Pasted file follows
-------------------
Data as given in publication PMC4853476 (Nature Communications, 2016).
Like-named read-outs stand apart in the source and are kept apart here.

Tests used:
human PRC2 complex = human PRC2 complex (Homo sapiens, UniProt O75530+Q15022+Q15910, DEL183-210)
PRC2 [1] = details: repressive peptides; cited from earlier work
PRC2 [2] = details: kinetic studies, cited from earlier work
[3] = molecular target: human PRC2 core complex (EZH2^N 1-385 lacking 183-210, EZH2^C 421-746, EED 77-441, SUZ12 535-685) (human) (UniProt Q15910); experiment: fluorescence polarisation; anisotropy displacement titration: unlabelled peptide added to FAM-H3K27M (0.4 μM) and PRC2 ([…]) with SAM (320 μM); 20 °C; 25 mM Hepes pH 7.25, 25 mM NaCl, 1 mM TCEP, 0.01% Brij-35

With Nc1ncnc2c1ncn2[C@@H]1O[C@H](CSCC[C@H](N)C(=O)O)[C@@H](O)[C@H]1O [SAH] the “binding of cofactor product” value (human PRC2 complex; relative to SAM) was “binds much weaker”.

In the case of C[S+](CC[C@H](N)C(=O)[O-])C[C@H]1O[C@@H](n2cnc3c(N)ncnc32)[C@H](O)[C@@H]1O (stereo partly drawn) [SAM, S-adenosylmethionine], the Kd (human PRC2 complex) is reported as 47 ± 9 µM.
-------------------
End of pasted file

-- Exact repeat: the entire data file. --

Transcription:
Data as given in publication PMC4853476 (Nature Communications, 2016).
Like-named read-outs stand apart in the source and are kept apart here.

Tests used:
human PRC2 complex = human PRC2 complex (Homo sapiens, UniProt O75530+Q15022+Q15910, DEL183-210)
PRC2 [1] = details: repressive peptides; cited from earlier work
PRC2 [2] = details: kinetic studies, cited from earlier work
[3] = molecular target: human PRC2 core complex (EZH2^N 1-385 lacking 183-210, EZH2^C 421-746, EED 77-441, SUZ12 535-685) (human) (UniProt Q15910); experiment: fluorescence polarisation; anisotropy displacement titration: unlabelled peptide added to FAM-H3K27M (0.4 μM) and PRC2 ([…]) with SAM (320 μM); 20 °C; 25 mM Hepes pH 7.25, 25 mM NaCl, 1 mM TCEP, 0.01% Brij-35

With Nc1ncnc2c1ncn2[C@@H]1O[C@H](CSCC[C@H](N)C(=O)O)[C@@H](O)[C@H]1O [SAH] the “binding of cofactor product” value (human PRC2 complex; relative to SAM) was “binds much weaker”.

In the case of C[S+](CC[C@H](N)C(=O)[O-])C[C@H]1O[C@@H](n2cnc3c(N)ncnc32)[C@H](O)[C@@H]1O (stereo partly drawn) [SAM, S-adenosylmethionine], the Kd (human PRC2 complex) is reported as 47 ± 9 µM.